Fonts first opened its doors in December 1998 and has since grown
to become the most popular free fonts archive online. We receive more
than 50,000 visitors daily and have received 150,000,000 visitors
since 1998. Over 3,000,000,000 free fonts have been downloaded since
1998. We would like to thank you all for your continued support and
hope you return shortly.
Fonts - Turn your signature into a signature font and sign documents
Handwriting Fonts -
Handwriting fonts offers a personal handwriting fonts service.
Ultimate Font Download
- Download 10,000 Fonts with one click. The Ultimate Font Download
is a collection of 10,000 quality fonts from award winning font designers.
Supports Windows & Mac OS X.
Search Engine - Didn't find the font you are searching for? Then
visit Font Search Engine, who offer one of the largest commercial
archives online. There are currently over 30,000 commercial fonts
Mac Fonts - If you are a Macintosh user then this website is for
you. They offer one of the largest Macintosh compatible archives online.
Unlike other archives 100% of the fonts contained in this archive
are Macintosh compatible.
Type uses image search to generate fonts (cnet.com)
Despite the name, Google Type isn't a real Google product. The site generates
fonts based on Google image search, hence the name. You type in words, the site
digs through image search and regenerates your text using image versions of each
letter. This is all based on an interesting quirk of Google's image search. If
you type in a single letter and search images, Google gives you a lovely collection
of image representations for that letter. For example, plug in "Y," and you may
see the "Y" from "Yahoo," an illustration of a guy with his arms up in a "Y" shape,
and a hand making the hang-loose sign. Any of these could pop up in Google Type.
Autumn harvest fonts add a crisp, cool breeze to your text (pcworld.com)
Autumn in full swing, what better way to celebrate the cooler days and longer
nights than with these free fonts. From falling leaves to pumpkins to pilgrim's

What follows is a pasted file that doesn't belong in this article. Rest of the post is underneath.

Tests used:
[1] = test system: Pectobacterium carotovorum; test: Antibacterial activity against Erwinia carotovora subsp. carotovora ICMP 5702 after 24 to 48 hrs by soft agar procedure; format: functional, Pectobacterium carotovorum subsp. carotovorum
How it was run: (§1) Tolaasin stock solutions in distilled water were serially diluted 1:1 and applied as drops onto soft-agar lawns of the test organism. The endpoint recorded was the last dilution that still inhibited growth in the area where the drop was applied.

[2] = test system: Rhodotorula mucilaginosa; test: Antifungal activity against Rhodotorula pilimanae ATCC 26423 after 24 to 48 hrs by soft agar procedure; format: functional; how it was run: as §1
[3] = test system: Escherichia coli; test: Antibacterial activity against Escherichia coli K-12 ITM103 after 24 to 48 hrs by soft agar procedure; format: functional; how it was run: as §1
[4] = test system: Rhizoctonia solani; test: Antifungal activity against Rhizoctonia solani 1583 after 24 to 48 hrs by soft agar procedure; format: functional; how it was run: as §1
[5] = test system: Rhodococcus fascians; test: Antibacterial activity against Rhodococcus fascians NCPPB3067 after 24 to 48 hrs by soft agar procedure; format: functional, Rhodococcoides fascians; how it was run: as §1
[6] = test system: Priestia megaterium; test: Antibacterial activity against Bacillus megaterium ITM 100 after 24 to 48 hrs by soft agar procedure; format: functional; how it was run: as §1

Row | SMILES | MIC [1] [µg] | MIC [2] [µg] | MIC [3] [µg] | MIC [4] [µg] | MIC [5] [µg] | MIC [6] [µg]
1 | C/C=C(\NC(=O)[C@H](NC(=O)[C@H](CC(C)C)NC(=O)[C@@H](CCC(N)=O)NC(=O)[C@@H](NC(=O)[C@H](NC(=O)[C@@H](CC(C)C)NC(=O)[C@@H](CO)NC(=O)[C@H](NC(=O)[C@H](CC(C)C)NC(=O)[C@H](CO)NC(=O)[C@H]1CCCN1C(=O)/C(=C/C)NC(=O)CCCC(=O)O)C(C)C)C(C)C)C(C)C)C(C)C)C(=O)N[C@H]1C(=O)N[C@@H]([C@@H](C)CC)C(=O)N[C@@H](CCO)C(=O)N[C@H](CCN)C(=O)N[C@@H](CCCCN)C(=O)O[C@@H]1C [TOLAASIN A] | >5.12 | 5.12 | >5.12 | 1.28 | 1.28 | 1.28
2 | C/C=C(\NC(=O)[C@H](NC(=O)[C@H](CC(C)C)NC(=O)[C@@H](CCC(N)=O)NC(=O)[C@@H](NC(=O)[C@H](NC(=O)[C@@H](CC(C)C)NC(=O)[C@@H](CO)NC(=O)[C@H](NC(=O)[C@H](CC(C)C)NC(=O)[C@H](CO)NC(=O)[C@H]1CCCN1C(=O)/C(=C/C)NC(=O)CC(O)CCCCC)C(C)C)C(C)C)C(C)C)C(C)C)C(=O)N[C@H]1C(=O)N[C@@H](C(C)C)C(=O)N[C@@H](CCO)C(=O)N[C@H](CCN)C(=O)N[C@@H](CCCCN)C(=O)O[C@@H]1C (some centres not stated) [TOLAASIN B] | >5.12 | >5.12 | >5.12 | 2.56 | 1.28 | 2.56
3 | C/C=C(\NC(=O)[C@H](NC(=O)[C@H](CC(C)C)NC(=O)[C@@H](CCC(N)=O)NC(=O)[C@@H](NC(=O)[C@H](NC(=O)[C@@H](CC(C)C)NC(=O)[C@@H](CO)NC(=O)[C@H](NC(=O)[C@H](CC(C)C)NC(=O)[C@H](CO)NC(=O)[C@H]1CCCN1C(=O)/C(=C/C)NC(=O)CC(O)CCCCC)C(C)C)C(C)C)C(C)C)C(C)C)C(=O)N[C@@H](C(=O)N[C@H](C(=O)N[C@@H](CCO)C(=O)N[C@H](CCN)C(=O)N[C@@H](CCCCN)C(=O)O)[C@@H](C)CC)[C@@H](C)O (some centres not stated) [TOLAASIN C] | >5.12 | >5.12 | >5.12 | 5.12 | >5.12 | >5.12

hats, whatever your font-needs this season, these typefaces will fill your font
cornucopia. You'll feel a wealth of abundance with this selection, because these
are all free for personal use. To find all these fonts in one place, see our "Autumn
harvest fonts add a crisp, cool breeze to your text" collection. >>
Better Fonts Have Helped Save the Romney Campaign? (geeksaresexy.net)
So, the election here in the US is over. After months and months of constant reminders,
attack ads, political discussions all over Facebook, it’s finally come to a close.
I, for one, am extremely glad. Not just of the outcome, but the return to normalcy.
I don’t have to fear my Facebook feed like I used to, and that’s a good thing.
Also, I’ve developed a major geeky crush on Nate Silver (if you ask me, math was
the big winner of this election!). Except one thing keeps bothering me. The night
of the election, I tweeted with something that resounded with a lot of people
on Twitter. It was a brief comment, but something I consider important. Ever since,
I’ve been wondering what would have been different for the Romney campaign if
their design choices hadn’t been so safe. (Yes, I’m a total font nerd, and while
I have many missions here on Earth, one is helping people break free from terrible
fonts and eradicate Papyrus and Comic Sans forever from our collective consciousness.)
fonts can affect your political opinions (dailymail.co.uk)
Presenting arguments in a difficult to read font can lead those with extreme
political views to moderate their opinions, new research claims. The study,
reported in the Journal of Experimental Psychology, shows how subtle manipulations
that affect the way people take in information can colour their response. By
asking participants to read an overtly political argument about capital punishment
in a challenging font, researchers sought to disrupt participants’ usual attitudes
to the subject. >>